Are we paying too much to build our homes?
A 3D investigation has uncovered a whole range of practices in the building industry keeping New Zealand prices high, from perk trips for builders to exclusive stocking deals at hardware chains.
By 2020 the value of building in New Zealand will top $200 billion, with hundreds of thousands of new homes and apartments.
But the very idea of home ownership has become a pipe dream for many thousands of people, especially those living in Auckland.
Kiwis are paying so much for building materials – the building blocks like timber, concrete and plaster – contributing to ballooning costs.
Tony Sewall, head of Ngai Tahu Property, the biggest developer in the South Island, has sent teams around the world to investigate building material prices.
"We'd be paying around 30 percent more than in Australia, probably 60 percent more than the United States," he says. "And the United States' product is better."
The latest Quotable Value statistics tell us $280,000 to $312,000 will build you a medium home in New Zealand. In Australia it's much cheaper – an equivalent house will set you back $260,000 to $280,000.
"We need to open up the New Zealand market to the international one," says Mr Sewall. "If there's a product that's being used on a building here, the builder should have choice from all around the world. That will keep the competitive tension up and keep the pricing at the right level."
Bunnings New Zealand blames transport costs and our small population, but there's a myriad of things industry insiders say are pushing up prices.
There are exclusive deals between some suppliers and big hardware chains to stock only one brand of product, so there's no choice for the consumer. And then there are also kickbacks and rebates – rewards designed to keep builders loyal to a particular type of product.
The Government was concerned enough about these deals that it investigated.
"We have to ask some questions around some of the businesses that go on in terms of rebates and discounts that go on within the industry," said Housing Minister Nick Smith two years ago.
When he says rebates he's talking about anything from trips overseas to cash-back loyalty bonuses.
Confidential briefing notes given to the minister show the practice is "widespread" and give the example of "a trip to Fiji as a reward".
It also shows the Government considered forcing builders and suppliers to disclose their perk deals, but in the end enforced transparency was considered too hard and too expensive.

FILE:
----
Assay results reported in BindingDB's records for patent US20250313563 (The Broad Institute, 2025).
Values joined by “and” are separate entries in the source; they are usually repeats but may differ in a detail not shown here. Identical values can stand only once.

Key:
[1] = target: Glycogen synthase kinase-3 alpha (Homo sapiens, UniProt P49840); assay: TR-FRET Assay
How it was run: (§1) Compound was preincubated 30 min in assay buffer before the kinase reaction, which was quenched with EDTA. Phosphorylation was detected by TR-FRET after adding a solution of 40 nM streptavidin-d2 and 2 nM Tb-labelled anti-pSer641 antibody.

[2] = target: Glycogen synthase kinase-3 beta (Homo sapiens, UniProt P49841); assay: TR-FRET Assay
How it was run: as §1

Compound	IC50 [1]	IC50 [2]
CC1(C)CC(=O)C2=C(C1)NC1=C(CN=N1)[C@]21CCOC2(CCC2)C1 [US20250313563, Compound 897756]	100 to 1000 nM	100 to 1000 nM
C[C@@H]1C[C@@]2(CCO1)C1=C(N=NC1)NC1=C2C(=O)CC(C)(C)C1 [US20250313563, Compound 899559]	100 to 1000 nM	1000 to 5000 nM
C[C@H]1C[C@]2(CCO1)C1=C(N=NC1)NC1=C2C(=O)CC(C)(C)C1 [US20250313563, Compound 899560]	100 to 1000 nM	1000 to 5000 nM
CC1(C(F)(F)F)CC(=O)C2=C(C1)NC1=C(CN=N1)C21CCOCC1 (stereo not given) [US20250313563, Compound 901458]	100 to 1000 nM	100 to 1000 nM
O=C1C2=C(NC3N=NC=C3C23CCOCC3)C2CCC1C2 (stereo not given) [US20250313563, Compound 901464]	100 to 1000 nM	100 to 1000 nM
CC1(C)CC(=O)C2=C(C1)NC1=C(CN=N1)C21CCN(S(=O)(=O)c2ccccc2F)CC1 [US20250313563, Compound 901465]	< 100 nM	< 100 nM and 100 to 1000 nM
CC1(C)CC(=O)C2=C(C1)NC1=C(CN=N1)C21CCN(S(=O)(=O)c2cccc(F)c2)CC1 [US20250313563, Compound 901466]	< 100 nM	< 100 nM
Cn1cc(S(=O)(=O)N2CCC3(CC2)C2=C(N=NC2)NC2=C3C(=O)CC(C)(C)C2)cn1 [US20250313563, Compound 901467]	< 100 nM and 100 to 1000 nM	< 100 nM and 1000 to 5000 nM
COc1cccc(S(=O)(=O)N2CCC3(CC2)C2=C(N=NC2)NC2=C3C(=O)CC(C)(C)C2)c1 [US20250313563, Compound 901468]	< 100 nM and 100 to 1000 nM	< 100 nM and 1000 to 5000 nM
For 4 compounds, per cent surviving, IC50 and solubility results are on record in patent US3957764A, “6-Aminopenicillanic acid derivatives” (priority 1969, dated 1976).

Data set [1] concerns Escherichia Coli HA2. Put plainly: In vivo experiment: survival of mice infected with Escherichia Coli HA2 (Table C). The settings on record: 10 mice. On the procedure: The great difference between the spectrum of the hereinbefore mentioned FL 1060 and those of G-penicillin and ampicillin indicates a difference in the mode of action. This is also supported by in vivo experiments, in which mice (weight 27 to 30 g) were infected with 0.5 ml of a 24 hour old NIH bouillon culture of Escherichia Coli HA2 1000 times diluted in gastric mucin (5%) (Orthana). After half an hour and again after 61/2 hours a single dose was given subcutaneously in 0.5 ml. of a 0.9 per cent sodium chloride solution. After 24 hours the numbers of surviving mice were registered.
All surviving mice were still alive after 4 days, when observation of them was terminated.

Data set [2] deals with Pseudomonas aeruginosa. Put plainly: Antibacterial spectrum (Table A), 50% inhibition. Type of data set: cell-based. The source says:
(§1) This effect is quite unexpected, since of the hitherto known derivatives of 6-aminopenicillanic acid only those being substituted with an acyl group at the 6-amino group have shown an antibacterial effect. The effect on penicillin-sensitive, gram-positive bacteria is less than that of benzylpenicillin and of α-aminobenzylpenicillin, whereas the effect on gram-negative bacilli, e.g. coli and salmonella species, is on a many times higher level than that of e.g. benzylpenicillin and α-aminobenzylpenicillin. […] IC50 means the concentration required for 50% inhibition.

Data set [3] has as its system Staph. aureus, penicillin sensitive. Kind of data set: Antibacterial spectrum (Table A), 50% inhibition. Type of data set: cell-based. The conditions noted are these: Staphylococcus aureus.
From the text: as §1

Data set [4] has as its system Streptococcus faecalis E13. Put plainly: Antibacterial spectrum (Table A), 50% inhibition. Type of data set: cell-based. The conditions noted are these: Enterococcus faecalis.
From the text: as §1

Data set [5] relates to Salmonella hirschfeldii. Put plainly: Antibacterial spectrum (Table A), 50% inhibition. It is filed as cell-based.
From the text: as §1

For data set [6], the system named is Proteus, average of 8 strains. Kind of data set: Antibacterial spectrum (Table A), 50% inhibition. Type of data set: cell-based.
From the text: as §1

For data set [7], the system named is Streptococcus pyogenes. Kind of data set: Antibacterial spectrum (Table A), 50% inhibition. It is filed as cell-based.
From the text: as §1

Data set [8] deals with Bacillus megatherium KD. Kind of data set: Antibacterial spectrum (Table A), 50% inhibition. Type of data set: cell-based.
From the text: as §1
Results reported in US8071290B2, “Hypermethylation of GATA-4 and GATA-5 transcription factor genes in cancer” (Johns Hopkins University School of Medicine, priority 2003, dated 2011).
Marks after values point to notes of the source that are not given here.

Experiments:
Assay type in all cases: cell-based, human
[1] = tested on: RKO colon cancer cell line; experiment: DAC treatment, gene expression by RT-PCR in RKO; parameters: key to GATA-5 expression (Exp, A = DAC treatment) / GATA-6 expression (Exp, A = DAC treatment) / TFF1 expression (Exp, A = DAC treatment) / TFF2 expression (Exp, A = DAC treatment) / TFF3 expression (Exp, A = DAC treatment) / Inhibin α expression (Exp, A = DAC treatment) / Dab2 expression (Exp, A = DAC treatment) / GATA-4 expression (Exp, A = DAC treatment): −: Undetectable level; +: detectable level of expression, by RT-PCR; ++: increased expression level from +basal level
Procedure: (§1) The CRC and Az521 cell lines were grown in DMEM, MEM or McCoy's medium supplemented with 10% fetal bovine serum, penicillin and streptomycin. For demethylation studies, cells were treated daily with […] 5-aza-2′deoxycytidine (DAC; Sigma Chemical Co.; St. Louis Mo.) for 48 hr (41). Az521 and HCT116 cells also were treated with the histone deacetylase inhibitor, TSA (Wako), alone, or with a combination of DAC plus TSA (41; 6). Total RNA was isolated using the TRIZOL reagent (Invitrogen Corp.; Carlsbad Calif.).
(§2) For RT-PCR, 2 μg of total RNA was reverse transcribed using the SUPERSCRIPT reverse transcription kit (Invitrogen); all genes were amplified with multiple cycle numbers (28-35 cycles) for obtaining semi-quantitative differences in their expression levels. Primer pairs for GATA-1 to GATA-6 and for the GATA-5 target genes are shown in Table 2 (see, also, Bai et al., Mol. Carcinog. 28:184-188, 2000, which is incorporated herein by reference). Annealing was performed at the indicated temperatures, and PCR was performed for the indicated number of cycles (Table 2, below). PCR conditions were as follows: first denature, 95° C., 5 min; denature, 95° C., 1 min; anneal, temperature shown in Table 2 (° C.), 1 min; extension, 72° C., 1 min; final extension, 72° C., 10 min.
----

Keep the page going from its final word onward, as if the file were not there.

But some shops get paid money to stock only one brand of product.
Mitre 10 wouldn't comment on specific arrangements, but confirmed it has what it called "national suppliers for some products".
It was the same story at the hardware chain, ITM, where 3D Investigates found nothing else but Gib plasterboard.
Some of the rebate bonuses for sole stocking can mean big money, in the hundreds of thousands of dollars.
When it came time for the Government to decide who would supply plasterboard to the Christchurch rebuild, the contract went to Gib and a major German firm, Knauf. The Government said it would help improve competition.
But within a year, the German company ran into problems. There were resignations and the company announced it was reviewing its New Zealand operations. The world's second biggest supplier of plasterboard simply couldn't gain traction in a market dominated by Fletcher Building.
In fact, Fletcher's share of the New Zealand plasterboard market is 94 percent. After several complaints, including from Knauf, the Commerce Commission investigated.
It found evidence of aggressive market behaviour, but no illegal, anti-competitive practice.
But official MBIE briefing notes for the Commerce Minister from February this year, well after the Commerce Commission's decision, warn the building sector could be susceptible to cartel-like behaviour and that aggressive market tactics do "curtail competition in the supply of alternative wallboard".
It went on to say the "comparatively high cost of wallboard in New Zealand is having an impact on the cost of construction".
So how do you build a cheap home, how do you get around the lack of competition?
One builder says he might have an answer.
Watch the video for the full 3D Investigates report.